GLOBAL – Pension funds have been warned that even a modest reallocation of assets into longer-term securities as they seek to match their liabilities could “overwhelm” the market.

“Pension funds are increasingly focusing on asset-liability management and in particular the relative duration of assets and liabilities,” the International Monetary Fund said. But it added: “An important issue for pension funds is the availability of long-term and index-linked bonds.”

“At present, even a relatively modest reallocation of pension assets into these long-term securities would overwhelm the market, as liquidity constraints could lead to significant short-term price volatility,” the IMF said in a 238-page ‘Global Financial Stability Report’.

The IMF is calling for governments to issue more longer-term debt to help pension funds meet their liabilities. “Certain policy actions may be needed to stimulate further issuance of long-term and index-linked bonds,” it said. This move “should enhance pension funds’ ability to act as long-term providers of capital and support financial stability”.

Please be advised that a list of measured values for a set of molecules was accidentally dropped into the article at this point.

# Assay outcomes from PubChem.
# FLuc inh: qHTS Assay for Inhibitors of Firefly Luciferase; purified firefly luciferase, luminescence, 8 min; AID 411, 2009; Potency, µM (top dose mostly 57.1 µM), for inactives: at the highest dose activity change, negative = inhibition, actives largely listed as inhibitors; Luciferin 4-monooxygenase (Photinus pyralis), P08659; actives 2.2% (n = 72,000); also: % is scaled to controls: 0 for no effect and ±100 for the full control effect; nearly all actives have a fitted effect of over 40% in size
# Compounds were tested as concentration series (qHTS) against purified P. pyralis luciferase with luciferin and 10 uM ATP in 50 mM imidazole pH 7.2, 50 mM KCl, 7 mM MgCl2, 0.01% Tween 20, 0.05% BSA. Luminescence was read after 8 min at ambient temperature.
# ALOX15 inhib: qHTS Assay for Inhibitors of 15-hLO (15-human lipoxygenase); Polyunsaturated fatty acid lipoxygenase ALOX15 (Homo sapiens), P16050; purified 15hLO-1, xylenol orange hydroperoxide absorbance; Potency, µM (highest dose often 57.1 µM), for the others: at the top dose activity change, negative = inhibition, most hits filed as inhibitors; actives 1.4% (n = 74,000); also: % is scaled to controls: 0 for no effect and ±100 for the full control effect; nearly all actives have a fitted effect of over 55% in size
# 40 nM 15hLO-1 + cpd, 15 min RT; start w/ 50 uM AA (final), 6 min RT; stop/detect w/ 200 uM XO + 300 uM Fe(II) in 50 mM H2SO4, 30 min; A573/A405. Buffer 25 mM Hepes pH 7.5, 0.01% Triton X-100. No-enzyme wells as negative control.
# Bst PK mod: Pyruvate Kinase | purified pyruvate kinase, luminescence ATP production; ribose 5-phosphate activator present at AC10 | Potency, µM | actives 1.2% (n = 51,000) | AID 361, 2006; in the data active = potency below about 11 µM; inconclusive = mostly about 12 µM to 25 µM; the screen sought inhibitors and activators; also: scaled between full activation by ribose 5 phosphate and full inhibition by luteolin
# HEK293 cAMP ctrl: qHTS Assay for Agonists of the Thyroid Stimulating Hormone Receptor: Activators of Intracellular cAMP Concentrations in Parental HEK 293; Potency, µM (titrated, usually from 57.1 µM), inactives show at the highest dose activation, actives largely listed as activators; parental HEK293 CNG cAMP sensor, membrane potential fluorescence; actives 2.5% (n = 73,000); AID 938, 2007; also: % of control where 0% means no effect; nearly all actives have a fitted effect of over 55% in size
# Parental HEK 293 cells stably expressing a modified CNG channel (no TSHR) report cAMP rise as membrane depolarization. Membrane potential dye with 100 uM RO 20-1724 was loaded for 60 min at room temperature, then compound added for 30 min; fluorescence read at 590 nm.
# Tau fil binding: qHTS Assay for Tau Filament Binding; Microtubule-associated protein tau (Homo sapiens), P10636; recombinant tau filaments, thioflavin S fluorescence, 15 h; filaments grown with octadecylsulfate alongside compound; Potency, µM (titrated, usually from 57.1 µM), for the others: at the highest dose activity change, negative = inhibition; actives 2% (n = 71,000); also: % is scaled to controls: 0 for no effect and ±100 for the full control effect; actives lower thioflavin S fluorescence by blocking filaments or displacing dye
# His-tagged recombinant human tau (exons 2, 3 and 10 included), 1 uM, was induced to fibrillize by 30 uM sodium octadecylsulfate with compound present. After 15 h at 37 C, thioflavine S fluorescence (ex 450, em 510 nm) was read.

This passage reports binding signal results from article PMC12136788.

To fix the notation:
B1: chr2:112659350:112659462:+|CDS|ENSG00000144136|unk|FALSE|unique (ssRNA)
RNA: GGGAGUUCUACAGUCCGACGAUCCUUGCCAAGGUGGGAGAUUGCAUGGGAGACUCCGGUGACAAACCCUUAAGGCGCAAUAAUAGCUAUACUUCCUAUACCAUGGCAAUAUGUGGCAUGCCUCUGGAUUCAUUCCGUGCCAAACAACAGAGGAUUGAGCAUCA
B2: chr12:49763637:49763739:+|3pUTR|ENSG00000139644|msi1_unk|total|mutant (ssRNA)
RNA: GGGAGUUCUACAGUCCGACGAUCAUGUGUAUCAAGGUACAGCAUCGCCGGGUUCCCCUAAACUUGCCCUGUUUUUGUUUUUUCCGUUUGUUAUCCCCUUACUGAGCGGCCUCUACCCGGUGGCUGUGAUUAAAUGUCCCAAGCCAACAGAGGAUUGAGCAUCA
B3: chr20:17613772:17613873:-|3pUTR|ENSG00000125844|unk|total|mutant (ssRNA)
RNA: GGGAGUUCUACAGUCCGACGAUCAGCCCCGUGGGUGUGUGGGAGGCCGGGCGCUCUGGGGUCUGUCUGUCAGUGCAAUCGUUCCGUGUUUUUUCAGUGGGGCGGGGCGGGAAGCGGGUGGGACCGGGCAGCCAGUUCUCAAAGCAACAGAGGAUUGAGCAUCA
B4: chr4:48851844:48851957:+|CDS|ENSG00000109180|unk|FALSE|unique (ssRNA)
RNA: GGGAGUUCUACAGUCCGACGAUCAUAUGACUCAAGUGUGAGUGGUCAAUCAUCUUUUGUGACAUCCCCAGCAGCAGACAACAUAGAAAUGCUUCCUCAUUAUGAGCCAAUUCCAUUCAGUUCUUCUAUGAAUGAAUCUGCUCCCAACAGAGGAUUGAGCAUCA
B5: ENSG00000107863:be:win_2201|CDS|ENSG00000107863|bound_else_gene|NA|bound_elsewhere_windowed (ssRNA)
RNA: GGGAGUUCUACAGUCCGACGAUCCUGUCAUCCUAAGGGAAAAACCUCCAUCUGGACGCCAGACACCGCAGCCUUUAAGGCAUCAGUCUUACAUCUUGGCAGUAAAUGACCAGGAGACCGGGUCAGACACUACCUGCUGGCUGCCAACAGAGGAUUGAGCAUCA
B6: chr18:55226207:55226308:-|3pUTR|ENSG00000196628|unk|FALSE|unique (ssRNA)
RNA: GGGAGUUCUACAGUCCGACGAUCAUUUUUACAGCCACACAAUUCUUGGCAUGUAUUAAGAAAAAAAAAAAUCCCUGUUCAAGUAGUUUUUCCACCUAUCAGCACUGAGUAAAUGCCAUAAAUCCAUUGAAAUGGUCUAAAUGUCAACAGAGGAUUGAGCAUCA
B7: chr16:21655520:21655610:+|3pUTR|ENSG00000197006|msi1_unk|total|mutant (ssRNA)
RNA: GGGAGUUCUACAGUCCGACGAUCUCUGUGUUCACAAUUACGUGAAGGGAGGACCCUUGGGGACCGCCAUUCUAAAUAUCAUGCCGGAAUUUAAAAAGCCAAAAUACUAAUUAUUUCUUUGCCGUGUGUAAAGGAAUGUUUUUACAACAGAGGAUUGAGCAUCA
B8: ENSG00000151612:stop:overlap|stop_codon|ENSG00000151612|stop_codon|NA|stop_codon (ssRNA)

The fund put forward a set of recommendations on the global pension fund industry. These include encouraging workplace provision and hybrid schemes.

“Through occupational pension schemes, employers can most effectively organise the funding of employees’ retirement savings,” the report states. As for the type of scheme, the IMF says: “Traditional DB schemes and principles should not be uniformly discarded, and we believe the development of hybrid plans should be discouraged.”

It also called for regulatory policy to be more closely aligned to the structure of pension funds.

“Regulators should encourage funded plans to develop investment portfolios (including international investments) appropriate to the pension’s liability structure,” the IMF said.

“Such measures would encourage fund managers to focus more on risk management, rather than benchmarking performance against various indices, and should reduce the risk of herd behaviour.”

“This may imply quite different allocations between equities, bonds, and other assets by different pension funds and, possible more fixed-income investments by pension funds with a rapidly ageing workforce or closed to new participants.”